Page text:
Wave Energy.

A reliable and clean source of energy.

As international pressure has been increasingly pushing for countries to work toward mitigating and reducing damages to the environment caused by consumption of oil, including the greenhouse effect gases, so has the economic incentive grown to develop new sources of clean and renewable energy; though the price of oil is now down from its high of over $110 per gallon in May of this year, the dramatic increase that consumers faced up to that peak was damaging enough to send shocks through the already weakened economy. This is why renewable energies are now getting the attention, and the funding, they had been lacking for so long.  Wind and solar power, two of the older and more advanced renewable energy technologies have been expanding across the globe, and in their shadow, wave power.  Energy derived from the movement of waves has always been an exciting idea in theory, but one that has been relatively unsuccessful in practice until now. Generating energy from waves works by placing a device in the ocean that converts the potential energy of the waves into mechanical energy as the water from the waves flows through it.   The design of such devices varies from buoys to a snake-like design (list of devices and companies).  Experts claim that wave energy has a much higher capability than even offshore wind power, mostly because wind energy is only available about 20% of the time as compared to 90% with wave power.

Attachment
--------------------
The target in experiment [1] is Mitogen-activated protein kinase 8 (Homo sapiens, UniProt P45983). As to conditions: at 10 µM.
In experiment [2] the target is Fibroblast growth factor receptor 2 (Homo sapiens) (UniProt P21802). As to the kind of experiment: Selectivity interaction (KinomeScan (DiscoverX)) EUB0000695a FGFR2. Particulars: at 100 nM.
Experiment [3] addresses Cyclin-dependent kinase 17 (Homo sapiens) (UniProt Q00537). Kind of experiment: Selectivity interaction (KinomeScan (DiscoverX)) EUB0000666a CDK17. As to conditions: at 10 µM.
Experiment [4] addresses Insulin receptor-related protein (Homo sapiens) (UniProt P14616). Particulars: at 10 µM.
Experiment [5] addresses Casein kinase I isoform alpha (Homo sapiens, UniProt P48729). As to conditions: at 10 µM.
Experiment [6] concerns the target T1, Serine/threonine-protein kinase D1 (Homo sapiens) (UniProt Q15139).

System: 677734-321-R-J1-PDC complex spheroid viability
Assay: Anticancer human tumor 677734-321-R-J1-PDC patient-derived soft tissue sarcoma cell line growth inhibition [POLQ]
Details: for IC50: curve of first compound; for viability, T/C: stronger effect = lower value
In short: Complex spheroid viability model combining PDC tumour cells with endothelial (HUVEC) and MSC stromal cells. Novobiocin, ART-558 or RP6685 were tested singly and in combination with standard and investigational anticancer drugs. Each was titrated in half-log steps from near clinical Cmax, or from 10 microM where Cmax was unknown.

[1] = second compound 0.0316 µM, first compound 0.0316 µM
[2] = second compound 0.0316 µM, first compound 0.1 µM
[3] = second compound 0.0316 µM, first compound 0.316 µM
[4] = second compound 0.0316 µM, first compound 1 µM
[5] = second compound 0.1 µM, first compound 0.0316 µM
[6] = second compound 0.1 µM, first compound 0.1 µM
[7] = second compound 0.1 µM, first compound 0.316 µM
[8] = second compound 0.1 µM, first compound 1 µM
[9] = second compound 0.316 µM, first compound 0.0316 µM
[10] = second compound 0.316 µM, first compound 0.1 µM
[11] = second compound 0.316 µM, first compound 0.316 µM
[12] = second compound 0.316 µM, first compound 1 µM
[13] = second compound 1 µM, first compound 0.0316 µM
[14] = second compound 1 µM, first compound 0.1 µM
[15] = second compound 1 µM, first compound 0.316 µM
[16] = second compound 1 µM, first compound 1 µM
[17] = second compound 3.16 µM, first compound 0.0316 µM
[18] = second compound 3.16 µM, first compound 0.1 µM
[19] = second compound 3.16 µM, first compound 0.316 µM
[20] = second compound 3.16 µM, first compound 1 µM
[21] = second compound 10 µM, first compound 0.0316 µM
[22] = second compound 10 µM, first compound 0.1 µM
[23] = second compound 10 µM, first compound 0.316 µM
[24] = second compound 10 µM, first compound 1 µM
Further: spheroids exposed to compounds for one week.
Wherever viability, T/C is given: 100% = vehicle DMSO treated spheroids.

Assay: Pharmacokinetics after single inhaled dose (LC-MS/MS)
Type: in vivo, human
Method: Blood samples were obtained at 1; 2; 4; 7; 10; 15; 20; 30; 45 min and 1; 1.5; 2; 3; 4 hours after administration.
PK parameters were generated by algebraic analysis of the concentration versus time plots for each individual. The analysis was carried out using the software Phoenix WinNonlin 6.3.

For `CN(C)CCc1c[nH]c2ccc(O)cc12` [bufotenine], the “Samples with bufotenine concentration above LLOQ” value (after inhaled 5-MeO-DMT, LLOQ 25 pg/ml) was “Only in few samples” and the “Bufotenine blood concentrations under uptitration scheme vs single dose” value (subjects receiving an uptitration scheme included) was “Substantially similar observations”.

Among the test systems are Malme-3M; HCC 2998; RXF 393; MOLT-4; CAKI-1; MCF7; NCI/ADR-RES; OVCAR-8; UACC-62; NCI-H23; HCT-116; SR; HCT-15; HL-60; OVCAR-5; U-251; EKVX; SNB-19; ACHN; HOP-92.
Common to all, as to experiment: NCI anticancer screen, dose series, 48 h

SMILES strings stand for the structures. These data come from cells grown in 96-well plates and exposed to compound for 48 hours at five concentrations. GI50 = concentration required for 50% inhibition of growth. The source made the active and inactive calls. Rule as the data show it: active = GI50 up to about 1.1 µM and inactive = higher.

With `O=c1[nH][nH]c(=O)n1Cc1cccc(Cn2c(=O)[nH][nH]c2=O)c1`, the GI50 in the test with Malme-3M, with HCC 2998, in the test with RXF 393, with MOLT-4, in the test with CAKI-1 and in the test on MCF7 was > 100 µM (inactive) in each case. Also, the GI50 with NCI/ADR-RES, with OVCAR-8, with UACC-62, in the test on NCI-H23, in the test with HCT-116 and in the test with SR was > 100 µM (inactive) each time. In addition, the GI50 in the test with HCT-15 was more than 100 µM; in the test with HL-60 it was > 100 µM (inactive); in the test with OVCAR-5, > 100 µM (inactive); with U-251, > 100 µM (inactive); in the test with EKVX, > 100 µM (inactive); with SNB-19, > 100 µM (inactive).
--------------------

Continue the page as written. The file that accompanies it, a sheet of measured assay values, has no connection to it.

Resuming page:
However, wave power has been much less successful, mostly because of the abrasive environment that the wave devices must endure; developing devices that can withstand the corrosion of salt water and the battering of strong waves is difficult and expensive.  Even the largest and most successful companies that have actually gotten their prototypes out into the ocean for testing have experienced major setbakcs. The most promising project so far, a wave farm started by Palamis off the shores of Portugal in 2008,  was able to power 400 homes but was forced to hault operations due to financial difficulties. 

Despite the challenges, there is enough potential in wave power for further work and investigation.  The list of competitors in the field has grown to the dozens, and as the design of the wave power devices in use continues to be refined, there is no doubt that it will one day be a source of clean a consistent renewable energy, with minimal environmental impact.

Natalie Giggy

Wave power companies:  http://www.emec.org.uk/wave_energy_developers.asp
Types of devices :  http://www.emec.org.uk/wave_energy_devices.asp